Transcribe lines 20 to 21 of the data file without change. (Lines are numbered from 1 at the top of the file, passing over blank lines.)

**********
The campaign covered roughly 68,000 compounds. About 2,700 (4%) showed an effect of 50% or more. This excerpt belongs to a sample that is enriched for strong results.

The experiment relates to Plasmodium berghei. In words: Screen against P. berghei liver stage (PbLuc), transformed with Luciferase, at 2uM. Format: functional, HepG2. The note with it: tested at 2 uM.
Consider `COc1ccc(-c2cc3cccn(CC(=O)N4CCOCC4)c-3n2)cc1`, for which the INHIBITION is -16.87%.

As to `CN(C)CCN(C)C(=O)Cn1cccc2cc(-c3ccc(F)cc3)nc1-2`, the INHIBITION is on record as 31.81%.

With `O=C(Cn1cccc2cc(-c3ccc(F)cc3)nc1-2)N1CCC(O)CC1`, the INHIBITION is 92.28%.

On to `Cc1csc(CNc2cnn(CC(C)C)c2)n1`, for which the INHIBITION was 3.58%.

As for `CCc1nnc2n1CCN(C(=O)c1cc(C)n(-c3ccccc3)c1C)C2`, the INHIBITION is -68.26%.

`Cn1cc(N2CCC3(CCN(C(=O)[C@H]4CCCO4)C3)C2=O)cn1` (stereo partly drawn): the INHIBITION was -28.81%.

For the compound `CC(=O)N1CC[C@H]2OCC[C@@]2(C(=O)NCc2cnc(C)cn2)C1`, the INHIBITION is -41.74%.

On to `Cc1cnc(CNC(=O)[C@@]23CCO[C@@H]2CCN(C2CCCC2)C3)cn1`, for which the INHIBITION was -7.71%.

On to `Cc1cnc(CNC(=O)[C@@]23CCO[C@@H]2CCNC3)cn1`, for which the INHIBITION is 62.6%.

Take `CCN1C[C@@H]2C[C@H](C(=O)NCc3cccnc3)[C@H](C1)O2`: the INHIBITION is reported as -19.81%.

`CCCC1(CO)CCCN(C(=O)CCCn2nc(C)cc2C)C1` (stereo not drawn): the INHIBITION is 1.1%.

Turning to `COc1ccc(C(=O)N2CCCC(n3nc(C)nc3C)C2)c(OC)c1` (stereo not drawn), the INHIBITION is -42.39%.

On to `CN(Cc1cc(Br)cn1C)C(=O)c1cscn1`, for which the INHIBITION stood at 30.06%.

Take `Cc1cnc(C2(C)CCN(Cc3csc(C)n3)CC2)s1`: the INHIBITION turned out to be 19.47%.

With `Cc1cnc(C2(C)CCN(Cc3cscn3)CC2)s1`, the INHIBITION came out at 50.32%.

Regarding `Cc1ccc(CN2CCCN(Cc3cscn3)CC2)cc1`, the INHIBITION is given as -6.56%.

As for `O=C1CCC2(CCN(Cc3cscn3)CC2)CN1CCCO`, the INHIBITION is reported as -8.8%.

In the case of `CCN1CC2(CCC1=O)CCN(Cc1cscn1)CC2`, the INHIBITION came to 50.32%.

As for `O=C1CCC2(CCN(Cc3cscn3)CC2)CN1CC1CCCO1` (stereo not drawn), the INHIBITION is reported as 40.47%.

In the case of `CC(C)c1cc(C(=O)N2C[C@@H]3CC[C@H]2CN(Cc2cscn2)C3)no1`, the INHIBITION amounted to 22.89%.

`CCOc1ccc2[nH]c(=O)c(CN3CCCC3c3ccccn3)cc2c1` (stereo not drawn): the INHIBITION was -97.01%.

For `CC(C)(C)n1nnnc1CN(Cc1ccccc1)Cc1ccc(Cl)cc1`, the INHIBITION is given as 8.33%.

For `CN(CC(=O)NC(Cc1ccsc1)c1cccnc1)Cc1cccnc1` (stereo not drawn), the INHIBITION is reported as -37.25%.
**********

In the case of `CCN1CC2(CCC1=O)CCN(Cc1cscn1)CC2`, the INHIBITION came to 50.32%.

As for `O=C1CCC2(CCN(Cc3cscn3)CC2)CN1CC1CCCO1` (stereo not drawn), the INHIBITION is reported as 40.47%.